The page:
And Miss Style was a no brainer one–this book positively oozed with style… THE SWANS OF FIFTH AVENUE!

I must say, we were quite stylish too at the 50’s Cocktail Party.

Second Runner-Up is THE BONE CLOCKS!

and it didn’t hurt its chances one bit when David Mitchell actually responded to me on twitter. Total fan-girl moment!

First Runner-Up goes to GOOD OMENS

go (which I cannot wait ’til it hits the screens. Loving what I’ve seen so far of American Gods)

And now… the moment you’ve all been waiting for…

Miss Bookshelf USA is FEAR THE DROWNING DEEP!

Nt5KvertThe Isle of Man and it’s folkloric inhabitants have always been fascinating to me.

So what do y’all think? I’d love to know who you would have crowned from your list of read books. And if you’d like to see which books made it into last year’s pageant, check out that blog post here.

The Magic of Mardi Gras

Dinner is a rushed affair of sloppy joes and not enough vegetables. Shoes are sensible and closed-toed for the streets will get messy. Downtown is more packed than the kids have ever seen but we manage to squeeze into a parking spot not far from Royal Street. As soon as we get out of the truck, jazz music swells up in our toes and it’s impossible not to walk in rhythm to the horns.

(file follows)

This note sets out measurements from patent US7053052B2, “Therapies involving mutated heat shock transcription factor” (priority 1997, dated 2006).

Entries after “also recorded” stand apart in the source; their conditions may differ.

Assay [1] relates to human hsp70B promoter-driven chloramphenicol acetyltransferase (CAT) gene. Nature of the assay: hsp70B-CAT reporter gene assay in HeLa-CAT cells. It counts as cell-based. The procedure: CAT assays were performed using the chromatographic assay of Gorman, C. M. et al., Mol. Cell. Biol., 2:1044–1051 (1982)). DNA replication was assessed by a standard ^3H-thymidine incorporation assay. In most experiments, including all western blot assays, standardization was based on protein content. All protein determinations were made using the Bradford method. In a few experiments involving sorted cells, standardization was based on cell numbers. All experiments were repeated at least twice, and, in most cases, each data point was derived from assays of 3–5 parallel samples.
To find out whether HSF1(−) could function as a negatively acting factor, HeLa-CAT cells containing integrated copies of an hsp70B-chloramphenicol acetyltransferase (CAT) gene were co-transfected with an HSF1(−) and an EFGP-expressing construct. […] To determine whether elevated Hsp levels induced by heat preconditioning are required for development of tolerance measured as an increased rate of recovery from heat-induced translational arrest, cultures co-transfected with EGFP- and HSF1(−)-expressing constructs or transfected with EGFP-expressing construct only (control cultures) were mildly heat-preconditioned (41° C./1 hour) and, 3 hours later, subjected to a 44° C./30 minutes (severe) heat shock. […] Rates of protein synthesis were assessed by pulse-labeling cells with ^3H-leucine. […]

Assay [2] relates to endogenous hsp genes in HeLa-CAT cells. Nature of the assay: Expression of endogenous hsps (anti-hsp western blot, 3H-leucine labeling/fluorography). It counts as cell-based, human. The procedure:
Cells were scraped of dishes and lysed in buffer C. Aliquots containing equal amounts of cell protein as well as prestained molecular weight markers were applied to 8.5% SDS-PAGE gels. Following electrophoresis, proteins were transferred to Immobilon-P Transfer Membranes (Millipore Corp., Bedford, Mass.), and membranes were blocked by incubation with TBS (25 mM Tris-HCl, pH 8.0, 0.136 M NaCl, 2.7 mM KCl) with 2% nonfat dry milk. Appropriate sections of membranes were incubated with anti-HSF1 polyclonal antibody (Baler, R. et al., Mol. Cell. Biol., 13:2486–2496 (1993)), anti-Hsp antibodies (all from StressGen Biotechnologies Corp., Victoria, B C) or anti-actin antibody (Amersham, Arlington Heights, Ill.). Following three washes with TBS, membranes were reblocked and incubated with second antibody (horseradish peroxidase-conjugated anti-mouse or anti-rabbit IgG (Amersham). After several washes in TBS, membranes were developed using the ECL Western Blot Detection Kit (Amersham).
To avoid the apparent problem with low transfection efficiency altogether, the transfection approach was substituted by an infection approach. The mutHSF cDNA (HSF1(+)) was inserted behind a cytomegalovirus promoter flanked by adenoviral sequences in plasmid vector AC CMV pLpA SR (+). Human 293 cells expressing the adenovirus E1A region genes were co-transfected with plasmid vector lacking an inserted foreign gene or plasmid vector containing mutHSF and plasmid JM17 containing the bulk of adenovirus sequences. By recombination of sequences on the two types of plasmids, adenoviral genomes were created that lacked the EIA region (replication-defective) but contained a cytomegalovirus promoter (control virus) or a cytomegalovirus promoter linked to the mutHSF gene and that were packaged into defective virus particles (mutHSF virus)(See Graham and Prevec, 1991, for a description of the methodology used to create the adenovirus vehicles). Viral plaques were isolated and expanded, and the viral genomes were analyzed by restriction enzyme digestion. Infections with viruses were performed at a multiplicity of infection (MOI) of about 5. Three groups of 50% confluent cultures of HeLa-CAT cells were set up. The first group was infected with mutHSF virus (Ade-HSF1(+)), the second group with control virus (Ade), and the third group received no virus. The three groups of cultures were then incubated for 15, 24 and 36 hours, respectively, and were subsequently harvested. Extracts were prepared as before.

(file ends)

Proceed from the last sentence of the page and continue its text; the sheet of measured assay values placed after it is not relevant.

We find a spot against a barricade and the crowd swells. Both kids gasp. My three year old grabs my hand in his.

Always try to see things a little differently--that's real magic. Check out this blog post to experience a tiny but of #mobilemardigras

The magic of Mardi Gras

A train, the Conde Express, massive, gloriously green, purple, and gold steams toward us.

“Hands in the air!” I instruct the kids as beads and stuffed animals and moonpies rain down.

“Hey Mister! Throw something to me!” My daughter, at six, is a pro at this now.

A mermaid, as tall as the oaks, swims by shortly. Then Darth Vader. Gorgon Medusa. By the end of Carnival season, the kids will see a smoke-billowing dragon slither down streets that look normal in the daytime. But at night, and on Fat Tuesday, something magical happens that allows one to see the world a little differently. The fantastical comes to life. mardigrase7fda6b782fc781940e46900ceca9174